The electron wave undergoes a phase shift, depending on the atomic potential in the specimen, when it penetrates through a TEM specimen. The resulting intensity observed in the image plane of the objective lens is the incident beam intensity modified by this projected potential and an additional term introduced by the imperfections in the lens,
-- The incident wave function multiplied by the projected potential,
2sin(x,y) -- The lens function, i.e. the effect of lens aberrations on the beam.
HRTEM usually operates under phase-contrast conditions because the information about the atomic structure of the object consists in the phases of the elastically scattered electron waves. In order to convert a small phase shift into a proper change of contrast, an extra phase shift must be added so that the phase difference between the scattered and unscattered wave is equal to 180°. In conventional TEMs this phase shift is introduced by defocusing the objective lens properly .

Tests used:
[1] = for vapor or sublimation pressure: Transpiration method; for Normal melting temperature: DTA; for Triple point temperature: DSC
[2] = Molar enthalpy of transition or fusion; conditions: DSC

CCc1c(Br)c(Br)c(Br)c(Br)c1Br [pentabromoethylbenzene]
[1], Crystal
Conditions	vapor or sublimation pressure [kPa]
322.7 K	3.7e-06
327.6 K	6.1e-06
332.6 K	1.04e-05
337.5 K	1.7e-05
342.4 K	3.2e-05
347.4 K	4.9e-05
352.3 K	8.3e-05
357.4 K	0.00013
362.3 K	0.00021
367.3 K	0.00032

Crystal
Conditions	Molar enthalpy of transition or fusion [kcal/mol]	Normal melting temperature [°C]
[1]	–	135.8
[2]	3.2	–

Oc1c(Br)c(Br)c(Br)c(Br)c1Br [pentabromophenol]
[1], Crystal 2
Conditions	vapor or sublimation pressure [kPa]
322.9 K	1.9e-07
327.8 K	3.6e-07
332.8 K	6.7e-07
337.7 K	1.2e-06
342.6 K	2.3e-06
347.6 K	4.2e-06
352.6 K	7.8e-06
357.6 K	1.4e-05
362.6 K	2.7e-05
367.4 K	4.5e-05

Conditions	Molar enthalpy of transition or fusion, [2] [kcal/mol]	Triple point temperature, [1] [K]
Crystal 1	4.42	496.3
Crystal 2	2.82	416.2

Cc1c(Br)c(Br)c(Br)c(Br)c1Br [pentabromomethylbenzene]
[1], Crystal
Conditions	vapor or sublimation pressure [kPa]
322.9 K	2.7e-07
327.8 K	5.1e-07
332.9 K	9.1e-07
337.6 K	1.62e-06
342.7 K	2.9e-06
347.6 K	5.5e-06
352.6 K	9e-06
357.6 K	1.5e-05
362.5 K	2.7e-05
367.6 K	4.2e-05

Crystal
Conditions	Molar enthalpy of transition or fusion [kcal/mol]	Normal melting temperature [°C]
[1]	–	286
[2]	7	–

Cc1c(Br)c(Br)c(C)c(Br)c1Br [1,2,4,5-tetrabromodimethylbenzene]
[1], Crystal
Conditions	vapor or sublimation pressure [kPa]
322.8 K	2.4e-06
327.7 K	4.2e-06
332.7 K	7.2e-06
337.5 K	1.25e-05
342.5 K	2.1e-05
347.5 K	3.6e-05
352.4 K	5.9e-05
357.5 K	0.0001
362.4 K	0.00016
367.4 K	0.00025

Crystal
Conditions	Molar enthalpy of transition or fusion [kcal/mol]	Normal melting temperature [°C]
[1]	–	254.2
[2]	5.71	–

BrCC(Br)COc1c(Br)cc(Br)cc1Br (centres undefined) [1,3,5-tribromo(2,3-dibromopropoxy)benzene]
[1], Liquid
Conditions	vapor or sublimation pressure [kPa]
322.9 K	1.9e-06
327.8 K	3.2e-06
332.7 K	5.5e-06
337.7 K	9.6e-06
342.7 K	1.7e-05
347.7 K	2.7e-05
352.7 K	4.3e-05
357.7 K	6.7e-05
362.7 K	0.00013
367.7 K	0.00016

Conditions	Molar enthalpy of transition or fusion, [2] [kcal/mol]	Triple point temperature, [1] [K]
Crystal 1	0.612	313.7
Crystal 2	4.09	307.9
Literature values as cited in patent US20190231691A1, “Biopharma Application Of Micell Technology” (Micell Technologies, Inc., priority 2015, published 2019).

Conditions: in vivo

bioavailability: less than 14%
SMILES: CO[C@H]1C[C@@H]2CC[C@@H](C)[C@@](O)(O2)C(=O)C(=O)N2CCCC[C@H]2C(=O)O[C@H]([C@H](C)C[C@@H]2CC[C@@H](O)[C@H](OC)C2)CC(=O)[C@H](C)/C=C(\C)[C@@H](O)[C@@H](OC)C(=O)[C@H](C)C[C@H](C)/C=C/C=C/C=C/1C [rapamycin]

Figure 2765 illustrates the comparison of the main contrasts in both CTEM and STEM modes.
Figure 2765. Comparison of the main contrasts in both CTEM and STEM modes.
However, the phase-contrast term -isin2πχ(g) in the contrast transfer function becomes zero if CS=0 and Δf=0, while the amplitude-contrast term cos2πχ(g) is maximum, 1. Therefore, for aberration-corrected microscope, the TEM images present atomic structures by amplitude-contrast rather than by phase-contrast, and thus in HRTEM images the projected atom column are imaged in bright contrast on a dark background.
 O. Scherzer, J. Appl. Phys. 20 (1949) 20.